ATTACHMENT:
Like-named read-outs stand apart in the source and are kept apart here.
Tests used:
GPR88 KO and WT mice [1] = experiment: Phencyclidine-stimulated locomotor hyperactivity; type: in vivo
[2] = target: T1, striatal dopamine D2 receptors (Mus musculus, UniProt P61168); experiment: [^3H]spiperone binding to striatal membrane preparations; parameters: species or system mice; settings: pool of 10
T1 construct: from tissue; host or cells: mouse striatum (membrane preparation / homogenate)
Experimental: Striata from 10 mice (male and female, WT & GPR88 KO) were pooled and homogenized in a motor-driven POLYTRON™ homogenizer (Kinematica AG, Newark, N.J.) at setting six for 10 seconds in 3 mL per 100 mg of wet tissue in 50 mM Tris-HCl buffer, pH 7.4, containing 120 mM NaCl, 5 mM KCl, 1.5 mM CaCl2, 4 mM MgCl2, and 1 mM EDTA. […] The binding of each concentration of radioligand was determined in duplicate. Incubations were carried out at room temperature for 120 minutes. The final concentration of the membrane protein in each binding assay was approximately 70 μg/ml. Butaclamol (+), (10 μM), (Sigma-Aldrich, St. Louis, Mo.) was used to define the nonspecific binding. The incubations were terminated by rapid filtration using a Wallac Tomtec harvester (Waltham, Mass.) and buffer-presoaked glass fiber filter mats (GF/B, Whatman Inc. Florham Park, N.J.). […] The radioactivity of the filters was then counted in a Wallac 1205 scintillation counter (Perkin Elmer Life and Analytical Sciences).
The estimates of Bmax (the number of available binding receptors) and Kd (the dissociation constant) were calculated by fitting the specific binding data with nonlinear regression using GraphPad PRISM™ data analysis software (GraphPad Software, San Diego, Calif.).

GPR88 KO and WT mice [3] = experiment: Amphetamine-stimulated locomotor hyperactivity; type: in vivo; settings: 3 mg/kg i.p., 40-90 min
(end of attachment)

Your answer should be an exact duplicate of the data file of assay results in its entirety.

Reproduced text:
Like-named read-outs stand apart in the source and are kept apart here.
Tests used:
GPR88 KO and WT mice [1] = experiment: Phencyclidine-stimulated locomotor hyperactivity; type: in vivo
[2] = target: T1, striatal dopamine D2 receptors (Mus musculus, UniProt P61168); experiment: [^3H]spiperone binding to striatal membrane preparations; parameters: species or system mice; settings: pool of 10
T1 construct: from tissue; host or cells: mouse striatum (membrane preparation / homogenate)
Experimental: Striata from 10 mice (male and female, WT & GPR88 KO) were pooled and homogenized in a motor-driven POLYTRON™ homogenizer (Kinematica AG, Newark, N.J.) at setting six for 10 seconds in 3 mL per 100 mg of wet tissue in 50 mM Tris-HCl buffer, pH 7.4, containing 120 mM NaCl, 5 mM KCl, 1.5 mM CaCl2, 4 mM MgCl2, and 1 mM EDTA. […] The binding of each concentration of radioligand was determined in duplicate. Incubations were carried out at room temperature for 120 minutes. The final concentration of the membrane protein in each binding assay was approximately 70 μg/ml. Butaclamol (+), (10 μM), (Sigma-Aldrich, St. Louis, Mo.) was used to define the nonspecific binding. The incubations were terminated by rapid filtration using a Wallac Tomtec harvester (Waltham, Mass.) and buffer-presoaked glass fiber filter mats (GF/B, Whatman Inc. Florham Park, N.J.). […] The radioactivity of the filters was then counted in a Wallac 1205 scintillation counter (Perkin Elmer Life and Analytical Sciences).
The estimates of Bmax (the number of available binding receptors) and Kd (the dissociation constant) were calculated by fitting the specific binding data with nonlinear regression using GraphPad PRISM™ data analysis software (GraphPad Software, San Diego, Calif.).

GPR88 KO and WT mice [3] = experiment: Amphetamine-stimulated locomotor hyperactivity; type: in vivo; settings: 3 mg/kg i.p., 40-90 min